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WWII bomb explodes as it is made safe in Poland, no injuries

Monika Scislowska
Associated Press

Warsaw, Poland – A British World War II giant Tallboy bomb exploded while being made safe underwater by Navy sappers in northwestern Poland on Tuesday. No one was injured.

The 5.4-ton bomb was found September 2019 beneath a waterway leading to the port of Szczecin during work to deepen the passage. Over 750 people were evacuated for the sappers’ operation, as it was located on the southern edge of the popular Baltic Sea resort of Swinoujscie, which, like Szczecin, was a busy Nazi Germany military port during the war.

Polish Navy sappers were trying to neutralize it underwater through burning out its explosives, but it went off in the process.

A spokesman for the sappers, Grzegorz Lewandowski, told The Associated Press that no one was injured as all the sappers were at a safe distance from the blast, which was felt by local residents in the town of Swinoujscie.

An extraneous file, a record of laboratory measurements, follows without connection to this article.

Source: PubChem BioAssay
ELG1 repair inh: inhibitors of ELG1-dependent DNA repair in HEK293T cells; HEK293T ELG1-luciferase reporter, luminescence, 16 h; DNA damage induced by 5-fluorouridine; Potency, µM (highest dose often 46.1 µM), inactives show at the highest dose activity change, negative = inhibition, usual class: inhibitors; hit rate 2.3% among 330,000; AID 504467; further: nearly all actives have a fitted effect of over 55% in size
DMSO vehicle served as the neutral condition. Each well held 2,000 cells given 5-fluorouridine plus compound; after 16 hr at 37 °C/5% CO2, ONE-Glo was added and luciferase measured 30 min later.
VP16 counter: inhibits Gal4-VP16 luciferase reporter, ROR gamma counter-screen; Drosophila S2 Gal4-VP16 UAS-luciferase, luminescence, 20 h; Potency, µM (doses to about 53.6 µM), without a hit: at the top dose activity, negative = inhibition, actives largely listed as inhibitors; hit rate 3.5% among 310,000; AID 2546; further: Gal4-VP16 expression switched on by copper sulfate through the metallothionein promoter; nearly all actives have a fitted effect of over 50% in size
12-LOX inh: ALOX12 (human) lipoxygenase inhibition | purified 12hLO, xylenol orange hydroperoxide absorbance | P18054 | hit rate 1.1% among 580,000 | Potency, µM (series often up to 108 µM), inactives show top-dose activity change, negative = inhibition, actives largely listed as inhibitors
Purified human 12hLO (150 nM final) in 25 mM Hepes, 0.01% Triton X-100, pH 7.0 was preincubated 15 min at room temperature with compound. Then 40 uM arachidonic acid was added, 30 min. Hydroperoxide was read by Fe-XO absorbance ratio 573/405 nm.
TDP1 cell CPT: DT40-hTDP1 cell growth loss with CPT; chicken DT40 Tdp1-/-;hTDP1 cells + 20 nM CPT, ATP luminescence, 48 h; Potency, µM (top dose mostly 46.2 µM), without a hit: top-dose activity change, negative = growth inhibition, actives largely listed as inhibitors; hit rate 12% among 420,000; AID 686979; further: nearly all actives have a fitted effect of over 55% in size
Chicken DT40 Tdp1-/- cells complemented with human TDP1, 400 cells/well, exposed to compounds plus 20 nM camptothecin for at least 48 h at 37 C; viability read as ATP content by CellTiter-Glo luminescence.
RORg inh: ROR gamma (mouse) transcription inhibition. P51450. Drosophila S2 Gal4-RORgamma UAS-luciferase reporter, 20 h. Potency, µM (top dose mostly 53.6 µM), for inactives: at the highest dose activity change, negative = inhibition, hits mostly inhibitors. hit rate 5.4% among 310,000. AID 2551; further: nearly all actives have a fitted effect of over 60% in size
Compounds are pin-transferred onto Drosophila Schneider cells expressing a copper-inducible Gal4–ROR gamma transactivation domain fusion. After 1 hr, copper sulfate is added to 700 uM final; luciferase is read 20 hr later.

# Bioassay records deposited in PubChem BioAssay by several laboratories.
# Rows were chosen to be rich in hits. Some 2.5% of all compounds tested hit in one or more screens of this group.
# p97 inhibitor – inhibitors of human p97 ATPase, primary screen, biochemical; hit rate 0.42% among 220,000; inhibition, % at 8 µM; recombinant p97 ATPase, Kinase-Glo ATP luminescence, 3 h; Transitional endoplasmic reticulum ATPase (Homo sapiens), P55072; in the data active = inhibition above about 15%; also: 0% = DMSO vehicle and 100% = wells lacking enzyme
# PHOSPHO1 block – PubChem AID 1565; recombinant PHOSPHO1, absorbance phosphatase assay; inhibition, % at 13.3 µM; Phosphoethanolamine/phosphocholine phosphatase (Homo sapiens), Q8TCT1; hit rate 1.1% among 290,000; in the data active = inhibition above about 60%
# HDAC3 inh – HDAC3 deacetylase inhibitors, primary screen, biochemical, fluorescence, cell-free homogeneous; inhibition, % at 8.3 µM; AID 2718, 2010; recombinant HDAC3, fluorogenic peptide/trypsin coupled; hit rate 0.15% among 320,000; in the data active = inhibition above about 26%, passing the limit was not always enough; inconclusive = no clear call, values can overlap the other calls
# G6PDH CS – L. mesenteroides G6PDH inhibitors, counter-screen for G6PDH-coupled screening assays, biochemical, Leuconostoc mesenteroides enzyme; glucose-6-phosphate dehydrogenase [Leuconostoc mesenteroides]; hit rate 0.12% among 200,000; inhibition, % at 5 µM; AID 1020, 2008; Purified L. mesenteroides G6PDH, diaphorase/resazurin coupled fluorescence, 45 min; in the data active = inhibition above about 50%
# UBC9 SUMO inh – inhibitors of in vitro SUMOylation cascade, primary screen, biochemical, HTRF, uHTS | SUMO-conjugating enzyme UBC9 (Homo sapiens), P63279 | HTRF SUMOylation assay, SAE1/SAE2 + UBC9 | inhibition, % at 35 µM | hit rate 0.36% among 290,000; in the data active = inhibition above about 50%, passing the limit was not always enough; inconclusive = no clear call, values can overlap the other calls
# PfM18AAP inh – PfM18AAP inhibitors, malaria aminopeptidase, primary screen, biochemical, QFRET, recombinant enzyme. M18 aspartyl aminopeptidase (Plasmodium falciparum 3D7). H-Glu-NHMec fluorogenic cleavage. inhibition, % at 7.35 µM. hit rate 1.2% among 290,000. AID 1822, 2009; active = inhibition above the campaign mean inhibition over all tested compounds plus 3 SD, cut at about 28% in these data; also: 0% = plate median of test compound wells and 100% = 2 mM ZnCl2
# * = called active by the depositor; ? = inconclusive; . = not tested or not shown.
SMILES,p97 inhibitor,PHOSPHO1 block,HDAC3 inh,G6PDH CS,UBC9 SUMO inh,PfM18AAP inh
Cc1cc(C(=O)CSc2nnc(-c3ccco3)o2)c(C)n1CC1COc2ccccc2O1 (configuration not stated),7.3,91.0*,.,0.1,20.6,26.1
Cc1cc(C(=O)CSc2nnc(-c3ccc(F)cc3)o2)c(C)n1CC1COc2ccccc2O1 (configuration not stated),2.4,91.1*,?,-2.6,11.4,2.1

“The operation was carried out perfectly and safely and the bomb is safe now,” Lewandowski said.

He noted it was the biggest ever such operation by sappers in Poland, where unexploded wartime bombs, missiles and grenades are still found often.

The Tallboy bomb was designed by British aeronautical engineer Barnes Wallis and was used by the Royal Air Force to destroy large Nazi-controlled objects though underground shocks.

The one in Swinoujscie was probably used in April 1945 on the Nazi German battleship Luetzow. Experts do not know why it failed to explode at the time.